Spring break the yearly ritual depicted in Spring Breakers, where college students travel to Florida or Mexico to indulge in a week of reckless drinking, sex and partying has a long tradition on screen dating back to 1960 in Where the Boys Are. The two films couldn’t be more different but one thing remains constant; spring break is where you will find the boys. In Spring Breakers four small town bored college girls go in search of adventure and end up encountering one very bad boy.

Unlike many of the films that deal with spring break, there is no dorky guy trying to lose his virginity, nerdy girl trying to win the heart of a jock or loser group of friends attempting to fit in with the cool crowd. Spring Breakers is about the darker side of what can happen when youth, drugs, and alcohol mix with the aimless and disconnected. In this case, Brit (Ashley Benson), Faith (Selena Gomez), Candy (Vanessa Hudgens), and Cotty (Rachel Korine). And, how the girls finance their trip sets the tone for the rest of the film.

Faith is the good girl of the group first seen at a church meeting and who serves as the conscience of the group. Once in Florida the friends ride around on scooters in their bikinis and join in the drinking and drugs mayhem of spring break. Of course, things take a wrong turn and this is when the coeds meet Alien (James Franco) a pot dealer who fancies himself a rapper and the movie takes off.   Continue reading »

It’s Kansas in 1905 and Oscar Diggs (James Franco) is a magician in a traveling circus who is busy juggling women, a mediocre act, and a vague desire for greatness. In spite of his shifting moral compass Oscar does have a loyal assistant Frank (Zach Braff) and the love of the good-hearted, small town girl Annie (Michelle Williams) who sees a potential for meaning in Oscar’s life beyond his transparently charming façade. But, before he has a chance to fulfill that promise he’s forced to escape in a hot air balloon after one too many transgressions and is caught up in a powerful tornado that whisks him away to the Land of Oz.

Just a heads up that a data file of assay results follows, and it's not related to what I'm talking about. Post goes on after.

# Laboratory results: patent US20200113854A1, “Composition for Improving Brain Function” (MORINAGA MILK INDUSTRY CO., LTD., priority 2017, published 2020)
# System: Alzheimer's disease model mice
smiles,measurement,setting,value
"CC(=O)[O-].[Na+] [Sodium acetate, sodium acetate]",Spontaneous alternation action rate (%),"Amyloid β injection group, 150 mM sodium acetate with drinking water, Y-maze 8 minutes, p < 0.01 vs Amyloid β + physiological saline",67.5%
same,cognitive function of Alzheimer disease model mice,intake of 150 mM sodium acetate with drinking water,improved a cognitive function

Oz is a visually rich land teeming with vibrant colors; flowers that pop open, water fairies and the beautiful witch Theodora (Mila Kunis). It is Theodora who first sees Oscar fall out of the sky and welcomes him to Oz, innocently believing he is the wizard prophesied to save Oz from the evil witch who has killed the benevolent king. Oscar is happy to play the role of wizard when he learns there is a throne and scepter of gold that goes along with the title. Of course, he soon finds Oz is a darker place than it first appears. The yellow brick road to the emerald city is paved with danger, ominous flying creatures and live snapping tree branches.

Along the way to the emerald city Oz saves the life of a flying monkey Finley (voiced by Zach Braff), picks up China Girl (Joey King) and charms Theodora who falls in love with him and imagines she will be his queen. Once he arrives in the emerald city, Oz meets Theodora’s older sister Evanora (Rachel Weisz) who sends him on a mission to kill the “evil” witch Glinda (Michelle Williams who also plays Annie) but he soon discovers that Evanora is the wicked one. Continue reading »

The story of Aron Ralston, the lone hiker who had to cut off his arm in order to free himself from a boulder that trapped him in a Utah canyon, was all over the news the minute his grueling plight came to light. It was unbelievable, yet it was true and that’s why we were endlessly fascinated by this ultimate act of survival.

127 Hours, starring James Franco as Aron is the depiction of Ralston’s five painstaking days in that canyon. We know going in what is going to happen and so, I wondered how the director, Danny Boyle was going to make those seemingly endless hours not seem like an eternity for the audience while still conveying the progression of Ralston’s ordeal. He succeeds in keeping the story riveting and tense by using the landscape to mark the passage of time visually while juxtaposing the successive levels of Aron’s mental and physical struggle to stay alive. Continue reading »

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